Back and Forth – The Storytelling Style of ‘The Next Great Paulie Fink’

Books Entertainment
‘The Next Great Paulie Fink’ by Ali Benjamin

This is a sponsored post by Hachette Book Group and MK Creative.
Throughout this week we’ll be exploring The Next Great Paulie Fink, author Ali Benjamin’s follow-up to her acclaimed 2015 novel The Thing About Jellyfish. It’s another middle school tale of wonder and woe that the whole family is sure to enjoy.

Unlike my generation, my kids are constantly connected. Thanks to the pervasiveness of modern technology, they can get the answer to practically any question in an instant, share a moment as it’s happening, reach out when they need a hand, some encouragement, or just a sympathetic ear.

Ali Benjamin uses this ubiquitous technology to great effect in her new middle-grade novel The Next Great Paulie Fink. Narrator Caitlyn conveys the story of her move to Mitchell, Vermont, the contest to replace grade seven’s missing class clown, and the ensuing chaos via a number of clever devices—both literary and technological.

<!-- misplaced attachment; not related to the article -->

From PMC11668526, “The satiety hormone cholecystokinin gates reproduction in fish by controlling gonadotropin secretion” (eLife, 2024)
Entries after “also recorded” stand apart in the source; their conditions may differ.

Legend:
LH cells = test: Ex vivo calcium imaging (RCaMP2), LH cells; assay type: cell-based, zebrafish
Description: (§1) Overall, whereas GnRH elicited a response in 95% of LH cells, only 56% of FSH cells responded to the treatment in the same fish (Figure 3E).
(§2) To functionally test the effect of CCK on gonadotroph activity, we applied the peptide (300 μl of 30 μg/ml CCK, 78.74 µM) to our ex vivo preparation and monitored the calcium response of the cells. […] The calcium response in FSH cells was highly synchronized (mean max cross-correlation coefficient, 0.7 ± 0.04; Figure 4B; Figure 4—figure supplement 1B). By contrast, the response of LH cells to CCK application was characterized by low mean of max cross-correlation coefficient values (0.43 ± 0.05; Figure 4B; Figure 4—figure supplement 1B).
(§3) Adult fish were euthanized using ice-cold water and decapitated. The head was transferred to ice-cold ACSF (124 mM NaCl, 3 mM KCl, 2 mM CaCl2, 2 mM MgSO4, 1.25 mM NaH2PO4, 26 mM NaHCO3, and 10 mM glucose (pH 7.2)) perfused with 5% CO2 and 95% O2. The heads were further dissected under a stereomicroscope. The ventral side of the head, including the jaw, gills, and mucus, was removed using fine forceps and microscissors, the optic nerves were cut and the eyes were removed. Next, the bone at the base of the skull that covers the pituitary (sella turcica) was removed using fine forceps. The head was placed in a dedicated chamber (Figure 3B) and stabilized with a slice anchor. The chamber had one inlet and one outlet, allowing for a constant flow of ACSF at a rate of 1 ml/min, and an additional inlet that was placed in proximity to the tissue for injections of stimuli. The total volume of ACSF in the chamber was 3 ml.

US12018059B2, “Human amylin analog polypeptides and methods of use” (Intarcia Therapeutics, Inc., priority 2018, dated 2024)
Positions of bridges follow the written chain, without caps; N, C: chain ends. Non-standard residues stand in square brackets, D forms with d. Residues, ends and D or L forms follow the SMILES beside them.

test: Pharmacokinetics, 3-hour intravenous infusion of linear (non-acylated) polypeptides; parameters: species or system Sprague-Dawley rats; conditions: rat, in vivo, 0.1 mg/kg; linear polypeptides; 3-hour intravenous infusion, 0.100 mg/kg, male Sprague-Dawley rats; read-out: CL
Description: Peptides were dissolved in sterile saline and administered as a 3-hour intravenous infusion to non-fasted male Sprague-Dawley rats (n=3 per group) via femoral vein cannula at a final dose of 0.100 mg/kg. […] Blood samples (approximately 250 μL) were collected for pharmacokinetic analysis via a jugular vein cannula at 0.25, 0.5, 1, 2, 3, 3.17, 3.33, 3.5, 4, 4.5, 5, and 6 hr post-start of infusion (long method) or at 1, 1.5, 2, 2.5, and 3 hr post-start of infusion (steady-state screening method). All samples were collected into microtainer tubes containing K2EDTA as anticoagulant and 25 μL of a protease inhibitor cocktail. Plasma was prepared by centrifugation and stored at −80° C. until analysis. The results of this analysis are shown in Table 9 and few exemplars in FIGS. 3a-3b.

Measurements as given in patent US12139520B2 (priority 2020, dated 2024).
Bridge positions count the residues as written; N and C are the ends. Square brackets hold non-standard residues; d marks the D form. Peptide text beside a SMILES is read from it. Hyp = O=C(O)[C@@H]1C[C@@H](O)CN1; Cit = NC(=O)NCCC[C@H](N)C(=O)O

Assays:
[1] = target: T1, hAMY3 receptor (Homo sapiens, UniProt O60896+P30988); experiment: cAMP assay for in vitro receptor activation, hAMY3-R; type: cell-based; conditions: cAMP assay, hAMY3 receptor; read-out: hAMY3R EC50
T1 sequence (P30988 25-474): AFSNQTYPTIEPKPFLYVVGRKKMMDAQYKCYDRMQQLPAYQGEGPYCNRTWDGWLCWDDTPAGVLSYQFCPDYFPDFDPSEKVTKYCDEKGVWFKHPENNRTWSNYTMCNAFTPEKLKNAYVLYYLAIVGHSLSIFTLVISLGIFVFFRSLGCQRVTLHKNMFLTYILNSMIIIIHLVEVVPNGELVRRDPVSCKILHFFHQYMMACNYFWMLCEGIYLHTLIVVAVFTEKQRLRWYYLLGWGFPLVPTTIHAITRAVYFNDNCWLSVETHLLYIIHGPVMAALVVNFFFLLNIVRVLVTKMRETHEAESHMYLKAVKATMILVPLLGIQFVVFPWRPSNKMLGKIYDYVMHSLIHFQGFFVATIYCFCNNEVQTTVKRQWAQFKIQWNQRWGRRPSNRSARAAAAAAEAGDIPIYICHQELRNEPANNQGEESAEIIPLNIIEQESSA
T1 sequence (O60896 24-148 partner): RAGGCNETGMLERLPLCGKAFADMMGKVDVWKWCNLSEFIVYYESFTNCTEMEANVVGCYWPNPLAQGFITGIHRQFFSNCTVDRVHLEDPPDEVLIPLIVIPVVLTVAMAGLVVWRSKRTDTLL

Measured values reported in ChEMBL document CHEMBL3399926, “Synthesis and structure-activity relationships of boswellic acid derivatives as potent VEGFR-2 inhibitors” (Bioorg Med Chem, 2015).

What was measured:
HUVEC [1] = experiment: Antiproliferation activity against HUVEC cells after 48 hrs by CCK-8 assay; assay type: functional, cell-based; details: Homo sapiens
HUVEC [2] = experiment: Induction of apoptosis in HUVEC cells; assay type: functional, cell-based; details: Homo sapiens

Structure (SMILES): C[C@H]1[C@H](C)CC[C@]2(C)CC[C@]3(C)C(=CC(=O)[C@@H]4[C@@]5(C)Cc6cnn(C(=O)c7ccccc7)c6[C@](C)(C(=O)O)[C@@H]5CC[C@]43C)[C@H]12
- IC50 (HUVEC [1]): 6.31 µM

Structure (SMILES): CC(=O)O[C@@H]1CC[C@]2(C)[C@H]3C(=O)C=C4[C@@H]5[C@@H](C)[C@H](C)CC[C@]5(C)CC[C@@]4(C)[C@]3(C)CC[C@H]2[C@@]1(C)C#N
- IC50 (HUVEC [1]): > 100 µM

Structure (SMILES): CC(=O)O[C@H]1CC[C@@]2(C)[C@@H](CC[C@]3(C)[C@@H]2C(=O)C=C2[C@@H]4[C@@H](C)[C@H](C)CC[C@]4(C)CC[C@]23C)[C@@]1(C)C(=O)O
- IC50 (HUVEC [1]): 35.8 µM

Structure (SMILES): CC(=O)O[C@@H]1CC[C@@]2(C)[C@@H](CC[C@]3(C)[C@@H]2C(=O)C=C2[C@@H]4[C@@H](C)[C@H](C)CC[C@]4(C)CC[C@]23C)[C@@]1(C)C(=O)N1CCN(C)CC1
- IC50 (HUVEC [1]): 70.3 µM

While much of the prose is presented traditionally, with Caitlyn relating events of the present and revelations of the past in the standard first-person narrative, Benjamin does a fine job interspersing within this middle school tale blocks of text that clearly reflect more modern formats.

There are the frequent “interview” segments, wherein Caitlyn plumbs the memories of the students and faculty at the Mitchell School for information on the exploits of the titular Paulie Fink. There are similarly text chains, mobile messaging conversations—predominantly one-sided—between Caitlyn and her old friends back in New York. There are even, on a handful of occasions, prepared speeches that serve as launching points for the chaotic set pieces that make up the reality show-style contest to crown a new clown prince.

While some things never change, like regular class cut-ups and the tumultuousness of adolescent relationships, many do, and Ali Benjamin goes out of her way to reflect the contemporary tween’s relationship with technology and media in a way that’s sure to impress older readers just as it engages younger ones.

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